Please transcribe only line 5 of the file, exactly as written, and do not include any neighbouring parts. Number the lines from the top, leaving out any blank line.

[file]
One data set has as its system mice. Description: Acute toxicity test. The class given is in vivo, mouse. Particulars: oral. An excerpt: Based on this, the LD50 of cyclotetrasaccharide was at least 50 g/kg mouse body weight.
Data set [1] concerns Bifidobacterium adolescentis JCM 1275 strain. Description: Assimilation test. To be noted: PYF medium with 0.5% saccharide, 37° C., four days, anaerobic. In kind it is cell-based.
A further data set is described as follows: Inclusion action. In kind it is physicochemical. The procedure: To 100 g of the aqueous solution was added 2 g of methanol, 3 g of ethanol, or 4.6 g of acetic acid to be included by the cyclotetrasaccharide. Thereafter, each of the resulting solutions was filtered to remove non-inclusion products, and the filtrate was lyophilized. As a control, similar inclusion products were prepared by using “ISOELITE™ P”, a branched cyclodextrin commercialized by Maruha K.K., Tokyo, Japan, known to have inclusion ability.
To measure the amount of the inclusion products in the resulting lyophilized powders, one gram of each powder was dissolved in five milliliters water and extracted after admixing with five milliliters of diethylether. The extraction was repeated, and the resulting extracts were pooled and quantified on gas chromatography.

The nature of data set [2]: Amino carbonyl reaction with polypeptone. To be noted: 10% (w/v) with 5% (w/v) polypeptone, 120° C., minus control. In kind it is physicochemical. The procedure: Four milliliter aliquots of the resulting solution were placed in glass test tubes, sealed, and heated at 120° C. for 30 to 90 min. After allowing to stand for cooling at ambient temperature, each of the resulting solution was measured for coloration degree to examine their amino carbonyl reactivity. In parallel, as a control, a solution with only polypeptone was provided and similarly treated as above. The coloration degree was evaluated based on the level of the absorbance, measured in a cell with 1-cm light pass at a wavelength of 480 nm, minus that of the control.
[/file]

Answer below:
The nature of data set [2]: Amino carbonyl reaction with polypeptone. To be noted: 10% (w/v) with 5% (w/v) polypeptone, 120° C., minus control. In kind it is physicochemical. The procedure: Four milliliter aliquots of the resulting solution were placed in glass test tubes, sealed, and heated at 120° C. for 30 to 90 min. After allowing to stand for cooling at ambient temperature, each of the resulting solution was measured for coloration degree to examine their amino carbonyl reactivity. In parallel, as a control, a solution with only polypeptone was provided and similarly treated as above. The coloration degree was evaluated based on the level of the absorbance, measured in a cell with 1-cm light pass at a wavelength of 480 nm, minus that of the control.